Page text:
• 1. Read aloud. Parents and teachers should encourage school-age children to read aloud. Reading aloud encourages independent reading. This gives parents and teachers the opportunity to listen to the child’s ability to read fluently, pronounce the words, and express with emotions what they are reading. Children are building the cognitive skills that reading aloud carries. Such skills consist of listening, thinking, making comments, and asking questions.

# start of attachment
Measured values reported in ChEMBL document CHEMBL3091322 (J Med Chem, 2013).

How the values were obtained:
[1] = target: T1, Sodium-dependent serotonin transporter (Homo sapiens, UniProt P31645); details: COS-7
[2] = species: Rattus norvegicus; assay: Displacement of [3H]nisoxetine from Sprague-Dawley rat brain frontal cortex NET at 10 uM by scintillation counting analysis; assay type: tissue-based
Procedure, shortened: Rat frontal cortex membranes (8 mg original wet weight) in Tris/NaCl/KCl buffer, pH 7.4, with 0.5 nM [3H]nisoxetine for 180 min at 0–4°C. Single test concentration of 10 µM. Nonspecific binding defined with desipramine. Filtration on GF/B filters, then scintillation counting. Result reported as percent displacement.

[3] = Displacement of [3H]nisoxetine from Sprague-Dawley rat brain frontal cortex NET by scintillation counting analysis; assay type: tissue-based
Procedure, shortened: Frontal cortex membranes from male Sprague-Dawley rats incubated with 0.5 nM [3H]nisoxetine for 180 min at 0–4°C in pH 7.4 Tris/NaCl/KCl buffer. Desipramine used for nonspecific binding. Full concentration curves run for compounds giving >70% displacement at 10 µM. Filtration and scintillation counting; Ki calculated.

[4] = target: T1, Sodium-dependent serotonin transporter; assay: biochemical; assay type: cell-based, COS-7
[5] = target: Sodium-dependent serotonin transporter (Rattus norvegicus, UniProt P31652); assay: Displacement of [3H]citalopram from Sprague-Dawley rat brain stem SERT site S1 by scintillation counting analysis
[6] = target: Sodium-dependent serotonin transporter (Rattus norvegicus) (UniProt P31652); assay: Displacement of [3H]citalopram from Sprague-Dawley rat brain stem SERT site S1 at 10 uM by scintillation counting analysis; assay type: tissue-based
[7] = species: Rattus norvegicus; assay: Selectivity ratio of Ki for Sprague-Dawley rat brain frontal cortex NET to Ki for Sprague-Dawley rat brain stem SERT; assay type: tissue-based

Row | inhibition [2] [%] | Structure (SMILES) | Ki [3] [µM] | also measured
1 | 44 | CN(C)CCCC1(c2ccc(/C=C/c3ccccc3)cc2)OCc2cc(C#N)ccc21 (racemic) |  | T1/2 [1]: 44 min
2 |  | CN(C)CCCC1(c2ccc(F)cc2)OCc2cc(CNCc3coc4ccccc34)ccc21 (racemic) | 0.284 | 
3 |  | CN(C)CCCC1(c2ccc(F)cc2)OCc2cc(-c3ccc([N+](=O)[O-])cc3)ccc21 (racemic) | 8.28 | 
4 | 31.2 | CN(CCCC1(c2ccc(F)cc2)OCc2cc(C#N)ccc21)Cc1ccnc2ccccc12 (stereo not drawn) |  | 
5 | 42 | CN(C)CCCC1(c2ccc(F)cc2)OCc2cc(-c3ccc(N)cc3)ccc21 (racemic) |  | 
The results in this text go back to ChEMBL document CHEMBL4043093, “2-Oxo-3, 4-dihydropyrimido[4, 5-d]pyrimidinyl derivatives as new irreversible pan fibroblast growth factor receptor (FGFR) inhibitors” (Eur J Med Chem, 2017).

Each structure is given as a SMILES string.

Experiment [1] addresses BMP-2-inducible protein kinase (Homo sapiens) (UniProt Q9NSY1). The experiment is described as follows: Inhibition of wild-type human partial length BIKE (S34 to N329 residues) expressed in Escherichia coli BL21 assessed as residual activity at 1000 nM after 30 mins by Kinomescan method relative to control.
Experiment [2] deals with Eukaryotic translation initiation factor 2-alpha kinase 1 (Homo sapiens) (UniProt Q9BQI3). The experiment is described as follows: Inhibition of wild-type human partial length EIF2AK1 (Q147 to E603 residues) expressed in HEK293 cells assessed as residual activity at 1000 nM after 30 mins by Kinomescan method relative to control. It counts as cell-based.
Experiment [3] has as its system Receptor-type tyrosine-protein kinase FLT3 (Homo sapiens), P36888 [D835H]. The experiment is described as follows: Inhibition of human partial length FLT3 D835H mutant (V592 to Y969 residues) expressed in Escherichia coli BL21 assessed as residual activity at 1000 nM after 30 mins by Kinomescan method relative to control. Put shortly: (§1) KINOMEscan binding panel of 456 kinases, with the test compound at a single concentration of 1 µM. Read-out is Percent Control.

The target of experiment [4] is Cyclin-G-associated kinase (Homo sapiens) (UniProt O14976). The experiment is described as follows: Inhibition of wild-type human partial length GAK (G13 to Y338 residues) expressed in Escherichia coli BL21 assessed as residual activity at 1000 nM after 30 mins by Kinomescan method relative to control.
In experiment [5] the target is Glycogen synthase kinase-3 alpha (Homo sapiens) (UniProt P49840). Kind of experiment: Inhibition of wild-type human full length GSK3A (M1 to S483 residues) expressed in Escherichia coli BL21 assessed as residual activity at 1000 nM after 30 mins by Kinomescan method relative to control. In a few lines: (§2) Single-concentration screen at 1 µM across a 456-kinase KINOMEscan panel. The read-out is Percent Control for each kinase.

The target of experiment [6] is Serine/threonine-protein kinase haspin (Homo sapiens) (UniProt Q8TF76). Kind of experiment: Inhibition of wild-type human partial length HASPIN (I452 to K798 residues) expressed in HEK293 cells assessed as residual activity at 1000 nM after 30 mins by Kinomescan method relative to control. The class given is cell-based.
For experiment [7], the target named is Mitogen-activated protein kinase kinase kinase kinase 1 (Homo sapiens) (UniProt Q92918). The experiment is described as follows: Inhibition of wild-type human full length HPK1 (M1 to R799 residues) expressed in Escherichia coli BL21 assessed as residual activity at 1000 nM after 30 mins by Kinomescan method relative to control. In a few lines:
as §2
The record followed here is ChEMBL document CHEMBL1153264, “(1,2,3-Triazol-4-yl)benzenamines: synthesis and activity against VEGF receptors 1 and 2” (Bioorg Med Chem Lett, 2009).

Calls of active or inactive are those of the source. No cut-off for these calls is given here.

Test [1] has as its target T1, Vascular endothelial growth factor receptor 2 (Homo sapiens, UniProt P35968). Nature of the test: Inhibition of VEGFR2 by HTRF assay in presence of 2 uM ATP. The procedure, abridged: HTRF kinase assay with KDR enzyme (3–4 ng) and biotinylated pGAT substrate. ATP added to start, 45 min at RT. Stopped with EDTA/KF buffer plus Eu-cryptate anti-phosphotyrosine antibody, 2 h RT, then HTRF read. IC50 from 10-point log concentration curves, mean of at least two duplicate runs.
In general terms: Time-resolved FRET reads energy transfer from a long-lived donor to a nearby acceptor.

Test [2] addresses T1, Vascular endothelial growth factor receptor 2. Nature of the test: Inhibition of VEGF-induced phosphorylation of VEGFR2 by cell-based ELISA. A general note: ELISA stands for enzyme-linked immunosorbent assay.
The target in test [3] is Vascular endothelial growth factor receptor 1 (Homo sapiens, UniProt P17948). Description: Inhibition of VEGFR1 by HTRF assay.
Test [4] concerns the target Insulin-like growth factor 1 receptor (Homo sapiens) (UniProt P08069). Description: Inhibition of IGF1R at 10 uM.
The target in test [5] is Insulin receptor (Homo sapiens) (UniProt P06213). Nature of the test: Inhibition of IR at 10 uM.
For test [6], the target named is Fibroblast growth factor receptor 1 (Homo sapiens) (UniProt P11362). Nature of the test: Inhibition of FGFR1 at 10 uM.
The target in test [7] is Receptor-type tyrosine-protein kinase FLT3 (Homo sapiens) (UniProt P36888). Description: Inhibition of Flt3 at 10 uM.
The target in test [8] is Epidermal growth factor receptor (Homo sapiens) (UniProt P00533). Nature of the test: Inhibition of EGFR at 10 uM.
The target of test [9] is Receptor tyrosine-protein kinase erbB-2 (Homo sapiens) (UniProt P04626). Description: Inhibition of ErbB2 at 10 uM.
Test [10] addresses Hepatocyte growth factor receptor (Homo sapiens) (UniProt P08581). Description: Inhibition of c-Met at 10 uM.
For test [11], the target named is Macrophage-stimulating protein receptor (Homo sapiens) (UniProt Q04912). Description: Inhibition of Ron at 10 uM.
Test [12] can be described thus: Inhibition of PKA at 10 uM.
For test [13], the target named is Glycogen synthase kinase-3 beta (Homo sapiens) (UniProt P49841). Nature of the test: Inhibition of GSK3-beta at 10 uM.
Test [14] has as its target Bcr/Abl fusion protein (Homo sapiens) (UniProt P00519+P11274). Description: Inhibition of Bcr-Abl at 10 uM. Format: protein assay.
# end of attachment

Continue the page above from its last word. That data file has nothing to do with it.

• 2. Technology-based interactive educational tools. The use of technology in elementary classrooms is growing in popularity. The internet and software programs are having a positive impact on children’s reading skills. The Reporter Project conducted by Kinzer and Leu (1997) found that 6th- grade students’ writing skills were better overall than those of same-age peers not using similar technology. Similarly, Moran, Ferdig, Pearson, Wardrop, and Blomeyer’s (2008) study on middle school-age students found that both reading comprehension and the development of vocabulary were typically enhanced by the use of technology. The technology used in this study included media images, video, audio, hypermedia, and websites to assist reading and literacy. When students are allowed to conduct their own online research for homework or classwork, for example, this can give the students a sense of control, ownership, and agency in their own reading and writing development. However, it is important to maintain a balance between time typing and looking at a screen and time writing by hand and developing listening skills. Something to keep in mind is that certain elements of technology have the potential to impact reading and writing literacy in negative ways. The concern has not been whether computers should be in the classroom, but how they should be used (Smith, 1988; Mambretti, 1999). As teachers, we should keep in mind that computers and other software are tools to facilitate learning.